US Election Turnout -- 61.6% of the Nation's Eligible Voters

The states have finished their tallies and have certified their results. It becomes official tomorrow when the Electoral College meets to elect Barack Obama the 44th President of the United States. All told, the number of voters increased 7.4% in the United States in the 2008 Presidential election over 2004. More than 131 million people voted this time around, the most ever for a Presidential election, compared to a little more than the 122 million who voted in 2004. Overall, 61.6% of the nation's eligible voters turned out to cast their ballots. That's the highest turnout rate since 1968, when Republican Richard M. Nixon defeated Democrat Hubert Humphrey and native son George Wallace. Four years ago in the Bush-Kerry race, 60.1% of those eligible voted.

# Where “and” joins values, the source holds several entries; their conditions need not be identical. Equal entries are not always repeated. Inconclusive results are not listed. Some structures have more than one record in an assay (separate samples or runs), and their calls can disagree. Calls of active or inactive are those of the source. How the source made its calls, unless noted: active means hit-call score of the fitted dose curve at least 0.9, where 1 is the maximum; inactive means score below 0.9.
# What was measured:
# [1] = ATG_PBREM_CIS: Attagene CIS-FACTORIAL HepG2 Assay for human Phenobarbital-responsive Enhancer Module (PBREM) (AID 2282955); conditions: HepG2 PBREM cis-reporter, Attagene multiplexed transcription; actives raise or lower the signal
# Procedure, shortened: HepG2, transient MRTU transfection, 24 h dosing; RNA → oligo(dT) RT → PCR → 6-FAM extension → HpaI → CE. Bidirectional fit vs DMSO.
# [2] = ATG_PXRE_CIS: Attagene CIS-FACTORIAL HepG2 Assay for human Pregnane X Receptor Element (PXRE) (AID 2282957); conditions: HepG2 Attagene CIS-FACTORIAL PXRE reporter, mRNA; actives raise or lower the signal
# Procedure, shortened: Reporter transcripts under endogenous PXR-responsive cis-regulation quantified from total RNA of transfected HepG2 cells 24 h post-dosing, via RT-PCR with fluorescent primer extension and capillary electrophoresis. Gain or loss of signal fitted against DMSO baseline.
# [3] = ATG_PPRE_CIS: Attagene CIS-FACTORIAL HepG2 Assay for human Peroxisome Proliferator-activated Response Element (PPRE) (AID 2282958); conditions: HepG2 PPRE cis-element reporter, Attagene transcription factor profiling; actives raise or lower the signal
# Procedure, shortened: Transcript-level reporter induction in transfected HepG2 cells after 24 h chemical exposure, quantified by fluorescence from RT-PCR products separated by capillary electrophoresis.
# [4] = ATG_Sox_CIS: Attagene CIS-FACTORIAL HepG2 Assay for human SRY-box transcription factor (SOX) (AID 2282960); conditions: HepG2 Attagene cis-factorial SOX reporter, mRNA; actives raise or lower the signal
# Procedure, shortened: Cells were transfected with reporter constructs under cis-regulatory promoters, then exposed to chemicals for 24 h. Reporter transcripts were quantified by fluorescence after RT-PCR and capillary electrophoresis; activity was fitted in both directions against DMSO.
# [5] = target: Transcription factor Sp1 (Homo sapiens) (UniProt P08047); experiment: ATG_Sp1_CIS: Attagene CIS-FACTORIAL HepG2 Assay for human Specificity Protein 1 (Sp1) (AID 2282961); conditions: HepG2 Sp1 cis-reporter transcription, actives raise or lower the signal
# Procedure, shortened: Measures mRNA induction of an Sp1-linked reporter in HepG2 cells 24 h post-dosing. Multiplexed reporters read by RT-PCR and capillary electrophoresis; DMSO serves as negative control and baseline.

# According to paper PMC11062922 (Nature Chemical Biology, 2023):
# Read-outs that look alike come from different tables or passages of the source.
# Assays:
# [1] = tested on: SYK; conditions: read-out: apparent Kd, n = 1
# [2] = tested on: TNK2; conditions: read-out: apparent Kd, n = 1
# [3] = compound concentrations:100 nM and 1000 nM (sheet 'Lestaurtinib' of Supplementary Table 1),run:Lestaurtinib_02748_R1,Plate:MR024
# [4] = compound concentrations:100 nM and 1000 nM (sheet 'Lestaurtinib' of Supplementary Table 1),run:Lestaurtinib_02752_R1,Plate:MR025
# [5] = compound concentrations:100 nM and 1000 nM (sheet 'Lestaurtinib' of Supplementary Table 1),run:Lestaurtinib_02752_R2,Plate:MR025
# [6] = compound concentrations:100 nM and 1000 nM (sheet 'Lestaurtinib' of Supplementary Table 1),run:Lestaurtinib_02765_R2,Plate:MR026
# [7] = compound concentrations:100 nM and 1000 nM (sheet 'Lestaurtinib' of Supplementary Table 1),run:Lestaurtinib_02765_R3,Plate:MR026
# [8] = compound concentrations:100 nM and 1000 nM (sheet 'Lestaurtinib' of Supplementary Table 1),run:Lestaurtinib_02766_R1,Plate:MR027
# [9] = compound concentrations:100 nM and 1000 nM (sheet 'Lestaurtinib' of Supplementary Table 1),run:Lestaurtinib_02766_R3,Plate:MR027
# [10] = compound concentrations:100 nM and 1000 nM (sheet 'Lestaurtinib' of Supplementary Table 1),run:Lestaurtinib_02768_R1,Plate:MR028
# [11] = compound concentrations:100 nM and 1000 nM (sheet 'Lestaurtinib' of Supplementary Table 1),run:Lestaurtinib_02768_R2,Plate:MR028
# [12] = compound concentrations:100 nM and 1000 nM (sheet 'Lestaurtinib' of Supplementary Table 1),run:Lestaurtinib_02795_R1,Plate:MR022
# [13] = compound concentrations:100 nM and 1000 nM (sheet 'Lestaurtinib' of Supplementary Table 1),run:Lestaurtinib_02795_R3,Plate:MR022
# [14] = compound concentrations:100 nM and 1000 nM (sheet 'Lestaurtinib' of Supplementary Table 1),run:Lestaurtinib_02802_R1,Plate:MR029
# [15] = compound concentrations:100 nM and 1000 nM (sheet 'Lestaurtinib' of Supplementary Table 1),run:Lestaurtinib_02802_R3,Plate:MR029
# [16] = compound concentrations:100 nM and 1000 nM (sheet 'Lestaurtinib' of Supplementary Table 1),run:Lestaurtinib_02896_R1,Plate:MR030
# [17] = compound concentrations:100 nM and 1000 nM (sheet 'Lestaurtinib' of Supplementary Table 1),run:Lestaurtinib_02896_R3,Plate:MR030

As a measure of comparison, the electoral turnout rate in Spain's March Parliamentary elections (9-M) was just under 75% (though only 53% voted in the Basque Country) and 59.1% in Canada's recent election. In Canada, the highest voter turnout was in Prince Edward Island, where 69.5% of registered voters cast ballots. The lowest turnout in Canada was in Newfoundland and Labrador, where just 48.1% of registered voters took part.

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